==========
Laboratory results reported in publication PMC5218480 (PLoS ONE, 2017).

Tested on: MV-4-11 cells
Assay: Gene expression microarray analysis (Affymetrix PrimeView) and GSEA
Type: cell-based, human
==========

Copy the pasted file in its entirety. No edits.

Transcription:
Laboratory results reported in publication PMC5218480 (PLoS ONE, 2017).

Tested on: MV-4-11 cells
Assay: Gene expression microarray analysis (Affymetrix PrimeView) and GSEA
Type: cell-based, human